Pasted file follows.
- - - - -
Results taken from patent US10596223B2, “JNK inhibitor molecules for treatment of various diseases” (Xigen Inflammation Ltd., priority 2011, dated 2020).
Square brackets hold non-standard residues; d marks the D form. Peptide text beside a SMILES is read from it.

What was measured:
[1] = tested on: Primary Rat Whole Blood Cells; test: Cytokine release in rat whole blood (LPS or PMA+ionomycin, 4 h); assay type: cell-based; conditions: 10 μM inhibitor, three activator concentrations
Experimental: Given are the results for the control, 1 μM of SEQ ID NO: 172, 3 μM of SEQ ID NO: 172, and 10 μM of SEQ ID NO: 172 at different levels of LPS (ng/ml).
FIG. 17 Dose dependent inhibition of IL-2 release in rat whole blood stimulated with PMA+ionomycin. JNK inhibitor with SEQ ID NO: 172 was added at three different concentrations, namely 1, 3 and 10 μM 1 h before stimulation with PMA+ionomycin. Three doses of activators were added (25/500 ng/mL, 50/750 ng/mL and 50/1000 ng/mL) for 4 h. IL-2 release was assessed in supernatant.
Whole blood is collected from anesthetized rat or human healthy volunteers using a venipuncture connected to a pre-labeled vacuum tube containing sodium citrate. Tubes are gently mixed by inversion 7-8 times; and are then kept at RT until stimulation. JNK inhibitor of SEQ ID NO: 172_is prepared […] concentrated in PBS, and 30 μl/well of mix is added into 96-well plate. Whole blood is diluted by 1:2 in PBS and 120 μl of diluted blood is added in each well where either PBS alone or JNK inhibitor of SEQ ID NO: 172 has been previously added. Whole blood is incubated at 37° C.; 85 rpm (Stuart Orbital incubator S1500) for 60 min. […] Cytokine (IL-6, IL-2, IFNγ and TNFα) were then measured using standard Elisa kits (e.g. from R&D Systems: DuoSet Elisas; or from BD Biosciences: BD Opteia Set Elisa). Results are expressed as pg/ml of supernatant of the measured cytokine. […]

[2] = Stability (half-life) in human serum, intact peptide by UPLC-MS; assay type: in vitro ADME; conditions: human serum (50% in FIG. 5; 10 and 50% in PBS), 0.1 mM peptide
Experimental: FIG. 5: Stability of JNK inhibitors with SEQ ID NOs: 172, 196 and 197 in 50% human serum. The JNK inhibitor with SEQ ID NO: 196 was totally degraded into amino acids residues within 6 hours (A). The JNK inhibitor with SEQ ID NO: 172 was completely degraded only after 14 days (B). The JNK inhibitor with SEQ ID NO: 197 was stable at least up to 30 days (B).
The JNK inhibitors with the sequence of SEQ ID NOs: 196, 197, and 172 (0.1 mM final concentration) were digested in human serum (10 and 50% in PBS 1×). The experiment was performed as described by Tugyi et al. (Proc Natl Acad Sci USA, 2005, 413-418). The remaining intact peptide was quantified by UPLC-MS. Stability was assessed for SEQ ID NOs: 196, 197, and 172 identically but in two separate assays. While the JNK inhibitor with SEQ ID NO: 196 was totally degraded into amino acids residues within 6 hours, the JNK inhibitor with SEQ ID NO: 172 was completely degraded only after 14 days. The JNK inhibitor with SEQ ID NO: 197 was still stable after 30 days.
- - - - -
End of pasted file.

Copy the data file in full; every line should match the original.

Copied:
Results taken from patent US10596223B2, “JNK inhibitor molecules for treatment of various diseases” (Xigen Inflammation Ltd., priority 2011, dated 2020).
Square brackets hold non-standard residues; d marks the D form. Peptide text beside a SMILES is read from it.

What was measured:
[1] = tested on: Primary Rat Whole Blood Cells; test: Cytokine release in rat whole blood (LPS or PMA+ionomycin, 4 h); assay type: cell-based; conditions: 10 μM inhibitor, three activator concentrations
Experimental: Given are the results for the control, 1 μM of SEQ ID NO: 172, 3 μM of SEQ ID NO: 172, and 10 μM of SEQ ID NO: 172 at different levels of LPS (ng/ml).
FIG. 17 Dose dependent inhibition of IL-2 release in rat whole blood stimulated with PMA+ionomycin. JNK inhibitor with SEQ ID NO: 172 was added at three different concentrations, namely 1, 3 and 10 μM 1 h before stimulation with PMA+ionomycin. Three doses of activators were added (25/500 ng/mL, 50/750 ng/mL and 50/1000 ng/mL) for 4 h. IL-2 release was assessed in supernatant.
Whole blood is collected from anesthetized rat or human healthy volunteers using a venipuncture connected to a pre-labeled vacuum tube containing sodium citrate. Tubes are gently mixed by inversion 7-8 times; and are then kept at RT until stimulation. JNK inhibitor of SEQ ID NO: 172_is prepared […] concentrated in PBS, and 30 μl/well of mix is added into 96-well plate. Whole blood is diluted by 1:2 in PBS and 120 μl of diluted blood is added in each well where either PBS alone or JNK inhibitor of SEQ ID NO: 172 has been previously added. Whole blood is incubated at 37° C.; 85 rpm (Stuart Orbital incubator S1500) for 60 min. […] Cytokine (IL-6, IL-2, IFNγ and TNFα) were then measured using standard Elisa kits (e.g. from R&D Systems: DuoSet Elisas; or from BD Biosciences: BD Opteia Set Elisa). Results are expressed as pg/ml of supernatant of the measured cytokine. […]

[2] = Stability (half-life) in human serum, intact peptide by UPLC-MS; assay type: in vitro ADME; conditions: human serum (50% in FIG. 5; 10 and 50% in PBS), 0.1 mM peptide
Experimental: FIG. 5: Stability of JNK inhibitors with SEQ ID NOs: 172, 196 and 197 in 50% human serum. The JNK inhibitor with SEQ ID NO: 196 was totally degraded into amino acids residues within 6 hours (A). The JNK inhibitor with SEQ ID NO: 172 was completely degraded only after 14 days (B). The JNK inhibitor with SEQ ID NO: 197 was stable at least up to 30 days (B).
The JNK inhibitors with the sequence of SEQ ID NOs: 196, 197, and 172 (0.1 mM final concentration) were digested in human serum (10 and 50% in PBS 1×). The experiment was performed as described by Tugyi et al. (Proc Natl Acad Sci USA, 2005, 413-418). The remaining intact peptide was quantified by UPLC-MS. Stability was assessed for SEQ ID NOs: 196, 197, and 172 identically but in two separate assays. While the JNK inhibitor with SEQ ID NO: 196 was totally degraded into amino acids residues within 6 hours, the JNK inhibitor with SEQ ID NO: 172 was completely degraded only after 14 days. The JNK inhibitor with SEQ ID NO: 197 was still stable after 30 days.